Did you read about the lady who was killed by her metal straw? It went right through her eye when she fell on the eco-friendly suction device.
And now, there are calls to ban metal straws. Did I hear someone say, “Cars kill too, do we stop driving?” (The same goes for planes, mobile phones, chainsaws, knives and just about anything, really.)
A rejoinder to that could be, “So, we kill people but save turtles?”
Actually, I have a nagging suspicion that all the plastics saved from banning straws are being diverted to food delivery packaging materials.
This is where an emoji with a quizzical look would be inserted if this were Twitter or some other social media platforms.
Since it’s not, this piece has to find its way to continue and fill up the page with text.
Yes, dear reader, I’m afraid this could be just like an episode of Seinfeld, which many Gen Xers would remember, is supposedly a show about nothing in particular.
But of course, it isn’t a show about nothing, just as this isn’t a piece devoid of purpose. Seinfeld is a show about dysfunctional friendships and bizarre but often funny everyday things that happen in life. It is the pre-cursor of Friends, and comparisons between the two continue until today.
The show was set in a time when life was simpler, when there were predominantly only two genders, among other things, and there was no social media to complicate the issues — it was a time when the word “viral” was used in the context of diseases and viruses.
What did we do before the internet and smartphones?
Before Google, how did we manage to solve random brainteasers that pop up during dinner conversations, such as, “What is the name of the actor who played so and so in this and that”, “Which country won the World Cup in 1974?” or “Which is the tallest building in the world?”
Do you remember a time before Google when there was Yahoo and Ask Jeeves? Even these seem like ages ago. But in case you’re curious, the Yahoo search engine still exists and Ask Jeeves is now Ask.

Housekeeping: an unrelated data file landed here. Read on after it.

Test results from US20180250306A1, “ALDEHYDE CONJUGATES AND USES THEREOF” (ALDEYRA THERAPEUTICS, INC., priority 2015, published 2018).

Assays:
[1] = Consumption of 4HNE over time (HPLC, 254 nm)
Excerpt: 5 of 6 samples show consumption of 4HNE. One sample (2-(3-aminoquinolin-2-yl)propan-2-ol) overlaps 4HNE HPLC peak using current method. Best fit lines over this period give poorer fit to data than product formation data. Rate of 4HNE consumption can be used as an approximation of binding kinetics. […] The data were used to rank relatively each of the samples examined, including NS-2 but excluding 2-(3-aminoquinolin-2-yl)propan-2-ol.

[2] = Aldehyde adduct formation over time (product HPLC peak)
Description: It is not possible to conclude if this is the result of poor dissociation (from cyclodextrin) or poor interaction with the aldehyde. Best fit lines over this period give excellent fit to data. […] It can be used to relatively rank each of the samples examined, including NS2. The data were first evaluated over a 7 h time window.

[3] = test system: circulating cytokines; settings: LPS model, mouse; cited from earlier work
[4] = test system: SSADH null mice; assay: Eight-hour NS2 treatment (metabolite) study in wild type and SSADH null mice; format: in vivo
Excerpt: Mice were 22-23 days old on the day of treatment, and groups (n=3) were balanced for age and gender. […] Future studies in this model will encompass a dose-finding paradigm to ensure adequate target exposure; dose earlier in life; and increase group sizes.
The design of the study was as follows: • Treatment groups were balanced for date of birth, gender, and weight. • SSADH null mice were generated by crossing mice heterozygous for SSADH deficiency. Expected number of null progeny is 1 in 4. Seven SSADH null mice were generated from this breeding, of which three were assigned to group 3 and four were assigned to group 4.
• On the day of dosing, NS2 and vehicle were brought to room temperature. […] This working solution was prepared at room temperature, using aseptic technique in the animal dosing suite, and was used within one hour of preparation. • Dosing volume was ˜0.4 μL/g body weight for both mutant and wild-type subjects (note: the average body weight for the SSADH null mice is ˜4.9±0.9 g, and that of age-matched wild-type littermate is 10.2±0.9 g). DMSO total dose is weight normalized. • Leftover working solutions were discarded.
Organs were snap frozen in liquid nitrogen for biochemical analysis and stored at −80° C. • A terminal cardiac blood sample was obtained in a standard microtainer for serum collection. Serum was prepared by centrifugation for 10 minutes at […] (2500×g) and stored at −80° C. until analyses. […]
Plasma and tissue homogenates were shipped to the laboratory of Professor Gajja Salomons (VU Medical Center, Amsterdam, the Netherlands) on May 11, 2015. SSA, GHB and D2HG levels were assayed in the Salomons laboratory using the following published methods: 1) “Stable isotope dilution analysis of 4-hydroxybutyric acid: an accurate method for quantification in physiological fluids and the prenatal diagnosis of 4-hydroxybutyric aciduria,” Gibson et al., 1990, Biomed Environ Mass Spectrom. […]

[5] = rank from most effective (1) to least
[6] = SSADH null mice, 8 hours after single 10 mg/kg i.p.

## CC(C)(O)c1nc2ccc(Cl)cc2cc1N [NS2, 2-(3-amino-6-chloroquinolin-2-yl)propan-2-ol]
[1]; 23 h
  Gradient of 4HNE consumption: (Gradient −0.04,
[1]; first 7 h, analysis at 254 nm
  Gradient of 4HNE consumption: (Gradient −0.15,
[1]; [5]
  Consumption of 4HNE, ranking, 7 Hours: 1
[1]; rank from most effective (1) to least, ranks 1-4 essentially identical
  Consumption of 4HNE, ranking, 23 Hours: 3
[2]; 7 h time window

Oh, and we read books and newspapers. You know, the non-tablet things filled with words and pictures on pages that you can flip and fold? I wonder if anyone still dabs her fingers on her tongue to flip newspapers?
And back in those days, you actually paid back your student loans — no ifs or buts.
Having said that, some days feel like 1998.
Well, the ringgit is still in the dog house, the stock market is not getting much love, what a politician did behind closed doors is still making headlines and factions of the ruling government — a few of them the same characters under different banners — are at each other’s throats.
One of the things noticeably missing is the haze, although that could change, depending on how the wind blows.
I hope that we are not caught in an endless time loop like in Groundhog Day. You know, the movie where the protagonist — who happens to be a weatherman — repeats and relives the same day over and over again until … well, go watch the movie.
Over the weekend, I saw my little nephew amuse himself by clambering onto a stool and shouting “oooohhhhhh” and “aaaaahhhh” into the blades of a running stand fan. He seemed both fascinated and tickled by how his voice got distorted by the fan.
I looked at my cousin and we both smiled. Yes, we used to do that as kids before the arrival of Game Boys, Atari, iPads and such, when some creativity was required as we whiled the hours away until TV transmission started at 5pm.
Certain things haven’t changed but dear God, let’s hope the current breed of people in power wise up.